I call it junk food spaghetti because only processed meat went into the sauce–hotdogs, salami, and belly bacon. It is a combination of two previous kiddie spaghetti recipes (the older recipes are here and here). Perhaps not too friendly for adults who are strictly watching the amount of fat and carbohydrates in their diet… but, hey, the kids’ parents enjoyed them as much as their children did.
I cooked the sauce two days ahead to allow all the flavors to develop. All the wonderful flavors of the salami and the belly bacon have blended wonderfully into the sauce by the time of the dinner party. You can choose other processed meats like smoked ham, bologna, or pepperoni. From experience, these salty and highly spiced ones are best. If you anticipate little guests who inspect everything in the sauce before putting anything in their mouths, chop all the meat into very small pieces to make them unidentifiable. Well, except for the hotdogs. Kids want to see those slices of hotdogs. Funny that most Filipino children don’t find spaghetti appetizing without those little circles of meat.
I suggest that you cook the sauce ahead of time. I did it two days ahead. Cool the cooked sauce, transfer it to a covered container, and keep it in the fridge. Chop the belly bacon and the salami according to your preference. I cut them into very thin strips but chopping or dicing will do the trick as well. Cut the hotdogs into rings.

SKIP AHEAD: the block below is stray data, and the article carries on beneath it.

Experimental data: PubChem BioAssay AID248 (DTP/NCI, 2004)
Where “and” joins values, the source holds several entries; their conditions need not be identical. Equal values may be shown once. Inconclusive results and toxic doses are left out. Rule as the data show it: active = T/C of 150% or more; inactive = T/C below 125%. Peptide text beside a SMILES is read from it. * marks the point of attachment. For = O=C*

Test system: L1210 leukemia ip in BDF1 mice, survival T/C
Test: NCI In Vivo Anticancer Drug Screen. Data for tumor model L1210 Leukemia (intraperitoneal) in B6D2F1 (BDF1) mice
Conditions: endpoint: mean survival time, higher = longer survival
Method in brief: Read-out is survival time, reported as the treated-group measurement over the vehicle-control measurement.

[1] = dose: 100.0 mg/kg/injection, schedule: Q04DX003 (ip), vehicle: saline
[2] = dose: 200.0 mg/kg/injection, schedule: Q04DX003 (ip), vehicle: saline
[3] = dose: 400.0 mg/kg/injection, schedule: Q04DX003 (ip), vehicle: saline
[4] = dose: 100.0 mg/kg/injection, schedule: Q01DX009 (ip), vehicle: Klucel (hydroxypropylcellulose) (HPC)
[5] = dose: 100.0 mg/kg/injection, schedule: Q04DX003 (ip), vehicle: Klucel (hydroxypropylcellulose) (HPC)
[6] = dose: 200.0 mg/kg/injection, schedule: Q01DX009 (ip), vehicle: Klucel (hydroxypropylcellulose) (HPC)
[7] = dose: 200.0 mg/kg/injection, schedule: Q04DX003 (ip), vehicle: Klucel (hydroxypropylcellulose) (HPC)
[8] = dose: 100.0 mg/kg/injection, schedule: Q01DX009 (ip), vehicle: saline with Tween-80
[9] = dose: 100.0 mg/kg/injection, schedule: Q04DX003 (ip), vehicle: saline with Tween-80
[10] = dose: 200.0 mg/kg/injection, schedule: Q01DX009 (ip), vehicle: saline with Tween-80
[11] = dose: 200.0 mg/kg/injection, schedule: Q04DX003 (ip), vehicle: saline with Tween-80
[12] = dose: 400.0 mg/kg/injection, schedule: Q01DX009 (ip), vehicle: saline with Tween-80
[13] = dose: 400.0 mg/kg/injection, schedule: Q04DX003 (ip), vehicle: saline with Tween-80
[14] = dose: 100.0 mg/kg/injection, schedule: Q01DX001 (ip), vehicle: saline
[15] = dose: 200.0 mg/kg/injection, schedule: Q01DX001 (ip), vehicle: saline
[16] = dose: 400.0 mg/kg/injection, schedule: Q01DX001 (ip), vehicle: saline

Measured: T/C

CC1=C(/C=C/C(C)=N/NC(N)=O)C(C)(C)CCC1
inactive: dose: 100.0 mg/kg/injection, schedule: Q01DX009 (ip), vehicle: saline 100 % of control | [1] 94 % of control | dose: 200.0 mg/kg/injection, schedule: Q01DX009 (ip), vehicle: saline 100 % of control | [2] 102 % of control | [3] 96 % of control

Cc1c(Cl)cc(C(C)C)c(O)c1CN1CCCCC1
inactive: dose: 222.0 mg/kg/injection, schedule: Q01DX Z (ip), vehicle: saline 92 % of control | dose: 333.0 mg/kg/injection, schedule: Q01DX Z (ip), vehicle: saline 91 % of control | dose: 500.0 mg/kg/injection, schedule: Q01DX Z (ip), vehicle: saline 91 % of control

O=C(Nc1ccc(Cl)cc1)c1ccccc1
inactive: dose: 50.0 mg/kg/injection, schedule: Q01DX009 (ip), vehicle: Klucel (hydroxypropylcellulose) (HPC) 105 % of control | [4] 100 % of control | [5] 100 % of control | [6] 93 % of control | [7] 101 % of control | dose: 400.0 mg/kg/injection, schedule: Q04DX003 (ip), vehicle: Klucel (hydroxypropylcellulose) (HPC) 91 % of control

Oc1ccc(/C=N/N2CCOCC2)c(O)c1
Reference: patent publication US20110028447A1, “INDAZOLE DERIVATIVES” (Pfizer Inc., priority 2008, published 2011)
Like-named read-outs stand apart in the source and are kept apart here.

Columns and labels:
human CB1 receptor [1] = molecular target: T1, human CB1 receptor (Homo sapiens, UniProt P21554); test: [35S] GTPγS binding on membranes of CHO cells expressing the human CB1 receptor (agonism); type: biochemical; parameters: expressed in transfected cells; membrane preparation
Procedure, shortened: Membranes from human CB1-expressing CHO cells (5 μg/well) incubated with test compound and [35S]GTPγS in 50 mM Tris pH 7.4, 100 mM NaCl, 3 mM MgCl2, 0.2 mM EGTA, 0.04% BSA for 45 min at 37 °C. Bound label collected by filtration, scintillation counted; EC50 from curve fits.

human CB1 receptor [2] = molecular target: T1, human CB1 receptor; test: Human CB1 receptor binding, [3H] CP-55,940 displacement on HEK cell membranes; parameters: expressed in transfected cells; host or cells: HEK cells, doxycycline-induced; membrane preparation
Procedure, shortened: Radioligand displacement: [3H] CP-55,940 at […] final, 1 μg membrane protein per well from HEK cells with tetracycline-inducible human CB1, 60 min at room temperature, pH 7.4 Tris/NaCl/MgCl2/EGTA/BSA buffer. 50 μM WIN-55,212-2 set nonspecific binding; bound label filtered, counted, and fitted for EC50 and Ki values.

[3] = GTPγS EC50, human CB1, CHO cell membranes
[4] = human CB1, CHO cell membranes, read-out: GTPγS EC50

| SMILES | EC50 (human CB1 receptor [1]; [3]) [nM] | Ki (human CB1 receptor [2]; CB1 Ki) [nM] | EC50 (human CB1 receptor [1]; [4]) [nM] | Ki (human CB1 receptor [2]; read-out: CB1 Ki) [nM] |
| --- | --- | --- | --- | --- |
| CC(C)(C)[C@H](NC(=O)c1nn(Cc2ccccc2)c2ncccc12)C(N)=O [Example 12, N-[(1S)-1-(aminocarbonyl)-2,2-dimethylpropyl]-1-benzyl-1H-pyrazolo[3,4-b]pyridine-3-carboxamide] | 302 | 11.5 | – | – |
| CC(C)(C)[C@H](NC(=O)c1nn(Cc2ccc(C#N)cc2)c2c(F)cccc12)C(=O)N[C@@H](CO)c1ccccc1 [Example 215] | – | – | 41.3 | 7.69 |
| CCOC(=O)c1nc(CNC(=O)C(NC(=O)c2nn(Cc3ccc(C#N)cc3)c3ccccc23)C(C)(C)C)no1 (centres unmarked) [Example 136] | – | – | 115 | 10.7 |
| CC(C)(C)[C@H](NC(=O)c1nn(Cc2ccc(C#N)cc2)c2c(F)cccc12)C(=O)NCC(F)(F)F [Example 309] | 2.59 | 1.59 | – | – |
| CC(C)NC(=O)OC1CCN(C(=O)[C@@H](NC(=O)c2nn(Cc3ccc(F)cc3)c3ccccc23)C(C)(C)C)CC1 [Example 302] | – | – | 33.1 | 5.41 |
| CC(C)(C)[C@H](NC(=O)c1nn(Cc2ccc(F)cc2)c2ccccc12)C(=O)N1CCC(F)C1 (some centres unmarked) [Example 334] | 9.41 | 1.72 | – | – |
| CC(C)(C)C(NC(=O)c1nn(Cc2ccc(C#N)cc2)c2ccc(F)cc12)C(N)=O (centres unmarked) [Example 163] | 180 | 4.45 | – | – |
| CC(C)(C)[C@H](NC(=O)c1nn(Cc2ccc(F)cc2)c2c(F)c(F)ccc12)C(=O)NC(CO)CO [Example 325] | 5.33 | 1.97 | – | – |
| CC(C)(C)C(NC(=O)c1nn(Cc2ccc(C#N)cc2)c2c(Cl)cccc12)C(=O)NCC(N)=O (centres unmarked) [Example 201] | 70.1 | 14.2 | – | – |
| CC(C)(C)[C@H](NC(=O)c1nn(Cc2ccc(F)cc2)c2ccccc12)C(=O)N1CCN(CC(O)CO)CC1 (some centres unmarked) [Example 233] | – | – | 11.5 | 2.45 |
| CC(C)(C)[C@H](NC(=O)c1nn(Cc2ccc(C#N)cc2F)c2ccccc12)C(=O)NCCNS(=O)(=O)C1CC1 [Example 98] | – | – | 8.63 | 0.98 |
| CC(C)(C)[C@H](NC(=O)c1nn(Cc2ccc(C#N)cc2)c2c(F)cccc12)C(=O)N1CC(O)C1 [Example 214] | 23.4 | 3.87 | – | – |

In a large saucepan, cook the bacon until it renders fat and the edges start to brown. You may pour off the excess fat at this point. Add the olive oil and 1/4 cup of butter. Add the salami and cook over high heat for about 3-4 minutes. Add the hotdogs next. Cook until heated through. Next, add the chopped onions and cook until transparent. Add the bay leaf and the chopped pimientoes. Pour in the tomato paste. Stir well to blend. Pour in the meat stock, stirring as you pour. Bring to a boil. Season with salt, pepper and sugar. Use as much, or as little, depending on your preference. Most Filipino kids like sweet spaghetti so I use quite a lot of sugar. Lower the heat, cover, and simmer for at least 20 minutes, stirring occasionally. Adjust the seasonings and simmer for another 5 minutes.
You may serve the noodles and the sauce separately. That way, everyone can decide how much sauce they want with their noodles. However, if you’re having few guests, this procedure might be too messy. And some inconsiderate mothers will pick all the good stuff from the sauce and place them all on their kids’ plates, leaving the rest with nothing much. So, what I did was toss the noodles with the sauce and serve them that way with the grated cheese on the side.